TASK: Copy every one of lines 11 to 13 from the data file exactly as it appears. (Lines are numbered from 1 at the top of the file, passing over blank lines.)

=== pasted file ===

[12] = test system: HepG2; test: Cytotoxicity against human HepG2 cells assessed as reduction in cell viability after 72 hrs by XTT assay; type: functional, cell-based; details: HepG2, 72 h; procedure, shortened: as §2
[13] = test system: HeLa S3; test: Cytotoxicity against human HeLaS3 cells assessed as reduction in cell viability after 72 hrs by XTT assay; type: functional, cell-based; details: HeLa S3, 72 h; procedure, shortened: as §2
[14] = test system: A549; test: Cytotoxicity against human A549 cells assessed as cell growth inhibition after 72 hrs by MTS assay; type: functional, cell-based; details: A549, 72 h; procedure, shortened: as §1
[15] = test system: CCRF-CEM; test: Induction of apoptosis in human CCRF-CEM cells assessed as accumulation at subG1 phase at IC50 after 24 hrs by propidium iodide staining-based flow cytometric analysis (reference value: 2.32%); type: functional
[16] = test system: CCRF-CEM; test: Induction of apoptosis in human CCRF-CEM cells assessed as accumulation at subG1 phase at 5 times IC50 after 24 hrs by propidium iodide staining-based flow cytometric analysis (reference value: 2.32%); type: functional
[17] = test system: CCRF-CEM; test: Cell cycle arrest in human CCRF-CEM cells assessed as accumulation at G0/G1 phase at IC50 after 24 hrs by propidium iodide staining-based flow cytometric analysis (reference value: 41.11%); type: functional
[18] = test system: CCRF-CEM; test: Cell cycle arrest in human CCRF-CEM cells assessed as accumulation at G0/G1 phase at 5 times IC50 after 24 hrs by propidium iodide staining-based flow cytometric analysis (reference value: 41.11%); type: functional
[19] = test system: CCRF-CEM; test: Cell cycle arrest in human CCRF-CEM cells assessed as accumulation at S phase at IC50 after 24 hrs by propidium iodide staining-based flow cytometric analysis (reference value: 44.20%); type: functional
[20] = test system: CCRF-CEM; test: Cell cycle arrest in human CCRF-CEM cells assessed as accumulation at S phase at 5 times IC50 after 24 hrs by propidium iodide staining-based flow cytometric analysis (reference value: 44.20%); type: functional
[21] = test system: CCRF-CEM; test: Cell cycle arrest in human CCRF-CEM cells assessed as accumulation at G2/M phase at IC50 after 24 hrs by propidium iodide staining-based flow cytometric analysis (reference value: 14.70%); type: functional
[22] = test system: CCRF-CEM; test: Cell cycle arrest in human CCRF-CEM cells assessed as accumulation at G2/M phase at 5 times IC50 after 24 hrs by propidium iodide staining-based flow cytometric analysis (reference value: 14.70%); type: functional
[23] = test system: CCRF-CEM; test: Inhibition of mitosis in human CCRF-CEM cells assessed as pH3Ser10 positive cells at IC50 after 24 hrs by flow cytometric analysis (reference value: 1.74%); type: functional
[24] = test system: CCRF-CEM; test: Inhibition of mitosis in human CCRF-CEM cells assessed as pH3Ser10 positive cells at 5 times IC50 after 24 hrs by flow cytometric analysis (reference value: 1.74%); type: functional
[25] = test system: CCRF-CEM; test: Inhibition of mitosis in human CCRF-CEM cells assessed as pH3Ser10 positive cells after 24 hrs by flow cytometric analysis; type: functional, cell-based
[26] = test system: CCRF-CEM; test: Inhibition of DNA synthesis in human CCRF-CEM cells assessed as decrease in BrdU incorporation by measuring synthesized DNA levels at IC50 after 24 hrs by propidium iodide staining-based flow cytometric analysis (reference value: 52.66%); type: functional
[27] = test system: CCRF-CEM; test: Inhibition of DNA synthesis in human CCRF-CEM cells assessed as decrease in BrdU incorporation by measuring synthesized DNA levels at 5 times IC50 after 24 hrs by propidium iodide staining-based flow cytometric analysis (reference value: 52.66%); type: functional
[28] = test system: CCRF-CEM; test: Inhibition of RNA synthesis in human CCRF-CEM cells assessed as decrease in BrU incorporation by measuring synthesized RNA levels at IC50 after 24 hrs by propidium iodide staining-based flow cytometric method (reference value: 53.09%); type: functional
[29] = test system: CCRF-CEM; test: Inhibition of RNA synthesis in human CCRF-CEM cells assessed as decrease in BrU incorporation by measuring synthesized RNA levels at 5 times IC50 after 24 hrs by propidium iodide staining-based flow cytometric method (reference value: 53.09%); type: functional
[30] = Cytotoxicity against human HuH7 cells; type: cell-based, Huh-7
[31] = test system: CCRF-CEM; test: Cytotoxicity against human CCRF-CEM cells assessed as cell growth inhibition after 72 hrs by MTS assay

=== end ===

[22] = test system: CCRF-CEM; test: Cell cycle arrest in human CCRF-CEM cells assessed as accumulation at G2/M phase at 5 times IC50 after 24 hrs by propidium iodide staining-based flow cytometric analysis (reference value: 14.70%); type: functional
[23] = test system: CCRF-CEM; test: Inhibition of mitosis in human CCRF-CEM cells assessed as pH3Ser10 positive cells at IC50 after 24 hrs by flow cytometric analysis (reference value: 1.74%); type: functional
[24] = test system: CCRF-CEM; test: Inhibition of mitosis in human CCRF-CEM cells assessed as pH3Ser10 positive cells at 5 times IC50 after 24 hrs by flow cytometric analysis (reference value: 1.74%); type: functional